The struggles of assimilation are so conflicting in part due to confusing expectations of either whiteness or ethnicity, but Asian Americans face additional harmful societal expectations regarding performance, like I did in high school. Our seventh-period teachers had just delivered us our winter break report cards. While my classmates reviewed their grades and checked for their class rank, I promptly shoved mine into my bag. My father taught at the school, so he was able to show me, before anyone else, that my run as valedictorian was over. I truly didn’t mind being demoted to salutatorian. The labels and formalities were superficial and unimportant, especially since I had already been accepted to my ideal university. The new valedictorian and I were good enough friends, so I waved to him on my way out of the building. “Congrats, man! Number one looks good on you!” He laughed and thanked me, but as I was walking away, something stopped me in my tracks. I clearly heard one of his friends say, “Whoa, that’s right! Congrats on finally takin’ down the Asian kid, mister valedictorian. Officially smarter than the Asians. Must feel good.” There’s a certain quota of race jokes that minorities in America will inevitably hear and have to brush off. That’s what they always say--they’re joking! Why should I get so upset over a joke? Maybe it’s because my secondary education prospects were living on prayers, or maybe it’s because he had reduced years of dedication and hard work to a biological quirk, but that comment sticks with me today.
It wasn’t until I began researching that I understood why that particular comment made my blood boil. It wasn’t pride or ungratefulness like I had come to believe, but instead was another contradictory expectation for Asian Americans, a stereotype I had been perpetuating my whole life: the myth of the “model minority.” The term model minority was first used in 1966 by a sociologist named William Petersen to praise Asian Americans for their cultural values that enabled them to “overcome racial barriers and achieve high academic and economic success” in American society (S. Lee 70). While the disproportionate appearances of Asian Americans as decathlon winners and Ivy League alumni may suggest it (Zhou 33), the model minority stereotype is simply not true.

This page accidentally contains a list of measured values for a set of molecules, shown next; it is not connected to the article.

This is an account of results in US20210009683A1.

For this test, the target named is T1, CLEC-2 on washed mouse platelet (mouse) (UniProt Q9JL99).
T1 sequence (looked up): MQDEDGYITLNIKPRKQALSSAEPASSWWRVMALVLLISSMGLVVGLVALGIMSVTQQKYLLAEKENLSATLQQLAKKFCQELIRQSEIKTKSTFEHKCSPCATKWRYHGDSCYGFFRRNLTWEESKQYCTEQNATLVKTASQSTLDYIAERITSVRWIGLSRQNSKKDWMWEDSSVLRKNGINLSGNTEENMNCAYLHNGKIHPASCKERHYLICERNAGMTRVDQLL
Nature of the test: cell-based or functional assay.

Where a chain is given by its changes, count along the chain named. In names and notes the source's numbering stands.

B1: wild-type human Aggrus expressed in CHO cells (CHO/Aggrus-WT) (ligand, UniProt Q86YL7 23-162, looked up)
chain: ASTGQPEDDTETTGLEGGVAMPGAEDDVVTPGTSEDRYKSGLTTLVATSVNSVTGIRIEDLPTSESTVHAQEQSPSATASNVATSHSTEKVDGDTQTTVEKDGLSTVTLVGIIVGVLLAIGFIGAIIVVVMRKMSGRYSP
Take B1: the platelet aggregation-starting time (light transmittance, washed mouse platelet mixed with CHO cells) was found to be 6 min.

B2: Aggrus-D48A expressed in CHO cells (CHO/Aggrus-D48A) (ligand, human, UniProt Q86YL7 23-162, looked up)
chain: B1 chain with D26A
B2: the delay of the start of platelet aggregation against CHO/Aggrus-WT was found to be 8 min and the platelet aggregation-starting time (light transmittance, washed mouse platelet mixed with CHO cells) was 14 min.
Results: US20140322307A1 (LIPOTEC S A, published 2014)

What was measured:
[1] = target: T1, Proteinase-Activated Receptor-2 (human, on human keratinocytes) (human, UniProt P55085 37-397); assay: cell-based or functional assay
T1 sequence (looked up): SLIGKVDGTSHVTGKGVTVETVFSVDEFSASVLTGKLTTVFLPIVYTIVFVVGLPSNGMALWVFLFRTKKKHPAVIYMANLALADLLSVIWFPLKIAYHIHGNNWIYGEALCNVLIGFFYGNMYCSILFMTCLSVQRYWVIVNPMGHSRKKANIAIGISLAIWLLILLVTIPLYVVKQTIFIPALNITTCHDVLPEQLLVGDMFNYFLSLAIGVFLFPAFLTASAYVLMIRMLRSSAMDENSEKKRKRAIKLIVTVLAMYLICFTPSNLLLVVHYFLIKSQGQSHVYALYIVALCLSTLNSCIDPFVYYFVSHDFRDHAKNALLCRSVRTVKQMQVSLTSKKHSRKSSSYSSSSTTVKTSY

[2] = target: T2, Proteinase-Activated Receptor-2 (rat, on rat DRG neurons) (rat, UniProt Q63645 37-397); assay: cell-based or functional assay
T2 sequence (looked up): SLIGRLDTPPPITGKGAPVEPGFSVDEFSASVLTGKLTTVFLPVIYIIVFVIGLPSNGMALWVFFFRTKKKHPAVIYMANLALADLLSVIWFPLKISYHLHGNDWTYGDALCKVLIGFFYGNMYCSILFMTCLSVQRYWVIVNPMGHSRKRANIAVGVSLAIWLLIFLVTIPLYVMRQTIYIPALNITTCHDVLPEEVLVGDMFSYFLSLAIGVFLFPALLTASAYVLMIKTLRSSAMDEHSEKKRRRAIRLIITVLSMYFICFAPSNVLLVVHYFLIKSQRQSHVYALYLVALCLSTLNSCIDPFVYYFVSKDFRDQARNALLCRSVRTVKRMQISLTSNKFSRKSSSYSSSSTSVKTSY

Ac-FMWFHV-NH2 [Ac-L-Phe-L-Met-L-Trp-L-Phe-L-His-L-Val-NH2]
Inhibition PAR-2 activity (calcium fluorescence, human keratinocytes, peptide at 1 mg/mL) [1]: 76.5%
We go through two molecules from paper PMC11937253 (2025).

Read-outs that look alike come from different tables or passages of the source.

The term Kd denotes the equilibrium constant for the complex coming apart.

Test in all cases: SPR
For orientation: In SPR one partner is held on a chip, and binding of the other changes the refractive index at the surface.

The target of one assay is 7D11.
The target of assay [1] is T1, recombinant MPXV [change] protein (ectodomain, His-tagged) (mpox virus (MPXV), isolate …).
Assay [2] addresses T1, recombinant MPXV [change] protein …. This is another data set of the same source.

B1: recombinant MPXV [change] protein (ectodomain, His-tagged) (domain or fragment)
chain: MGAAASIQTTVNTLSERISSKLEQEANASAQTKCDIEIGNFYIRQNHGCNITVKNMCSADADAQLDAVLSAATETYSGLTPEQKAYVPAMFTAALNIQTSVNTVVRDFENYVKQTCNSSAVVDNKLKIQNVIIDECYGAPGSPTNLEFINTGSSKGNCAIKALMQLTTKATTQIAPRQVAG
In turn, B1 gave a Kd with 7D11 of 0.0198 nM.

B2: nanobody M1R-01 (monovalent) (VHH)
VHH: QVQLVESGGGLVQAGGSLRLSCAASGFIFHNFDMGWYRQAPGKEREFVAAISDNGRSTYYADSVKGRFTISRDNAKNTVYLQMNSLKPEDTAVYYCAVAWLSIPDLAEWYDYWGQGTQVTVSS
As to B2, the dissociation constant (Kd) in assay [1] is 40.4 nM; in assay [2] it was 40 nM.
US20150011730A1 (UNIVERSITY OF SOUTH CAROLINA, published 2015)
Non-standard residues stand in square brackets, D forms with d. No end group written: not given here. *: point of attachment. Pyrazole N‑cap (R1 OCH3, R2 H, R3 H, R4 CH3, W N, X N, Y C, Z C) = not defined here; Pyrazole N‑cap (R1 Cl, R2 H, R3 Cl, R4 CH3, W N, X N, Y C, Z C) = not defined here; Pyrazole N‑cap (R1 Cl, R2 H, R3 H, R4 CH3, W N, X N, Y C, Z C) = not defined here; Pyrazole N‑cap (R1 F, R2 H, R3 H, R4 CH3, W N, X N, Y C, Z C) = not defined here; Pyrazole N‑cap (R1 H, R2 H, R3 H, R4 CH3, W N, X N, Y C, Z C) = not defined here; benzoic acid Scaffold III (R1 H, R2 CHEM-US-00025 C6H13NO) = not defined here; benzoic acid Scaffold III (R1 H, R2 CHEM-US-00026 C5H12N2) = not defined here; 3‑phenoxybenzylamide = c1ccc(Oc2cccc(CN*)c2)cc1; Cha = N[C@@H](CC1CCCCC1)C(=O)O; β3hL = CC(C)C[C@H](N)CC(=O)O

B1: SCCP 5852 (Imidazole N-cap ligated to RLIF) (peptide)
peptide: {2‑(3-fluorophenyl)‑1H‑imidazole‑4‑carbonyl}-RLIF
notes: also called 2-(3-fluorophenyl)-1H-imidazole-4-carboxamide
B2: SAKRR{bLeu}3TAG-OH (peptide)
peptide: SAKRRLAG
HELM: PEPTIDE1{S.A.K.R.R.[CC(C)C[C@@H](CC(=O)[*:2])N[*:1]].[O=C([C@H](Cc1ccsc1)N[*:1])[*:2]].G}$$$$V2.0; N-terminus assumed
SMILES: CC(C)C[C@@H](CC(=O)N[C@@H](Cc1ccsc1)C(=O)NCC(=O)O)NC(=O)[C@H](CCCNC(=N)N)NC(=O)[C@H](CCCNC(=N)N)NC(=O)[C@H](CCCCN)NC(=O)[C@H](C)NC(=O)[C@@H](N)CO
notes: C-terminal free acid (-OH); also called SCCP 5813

Firstly, the term “Asian American” casts a wide net that unfairly lumps people of Chinese, Japanese, Korean, Indian, Filipino, Cambodian, Laotian, Hmong, and Pakistani descent with each other. In 2002 almost all Japanese Americans received education past elementary school, but over 60% of Hmong Americans did not (S. Lee 72). Asian Americans as an aggregate do not achieve inordinately high academic success, and of those who do, few actually do so in America. In 2003, over 60% of Indian and Taiwanese immigrants had college degrees before moving to America (S. Lee 73), rendering America’s Asian population more model immigrant than model minority. As far as racial barriers are concerned, while Asian Americans are the most highly paid minority group in the United States (“The Rise of Asian Americans”), a wage gap persists between Asian Americans and white Americans. For the same education, Filipino American men earned only 62% of their white counterparts’ salaries in 2004 (S. Lee 72). Not only does the model minority myth falsely imply Asian Americans have overcome racial barriers to educational and economic opportunities, but it also narrows the definition of success. In 2018, Asian Americans overrepresented high-paying professional occupations such as engineers and doctors, but to this day underrepresent artistic fields such as film (“Composition of the Labor Force”; J. Lee 1). The reality is that equality of opportunity does not exist for Asian Americans in the United States, regardless of our “cultural values” and “work ethic.”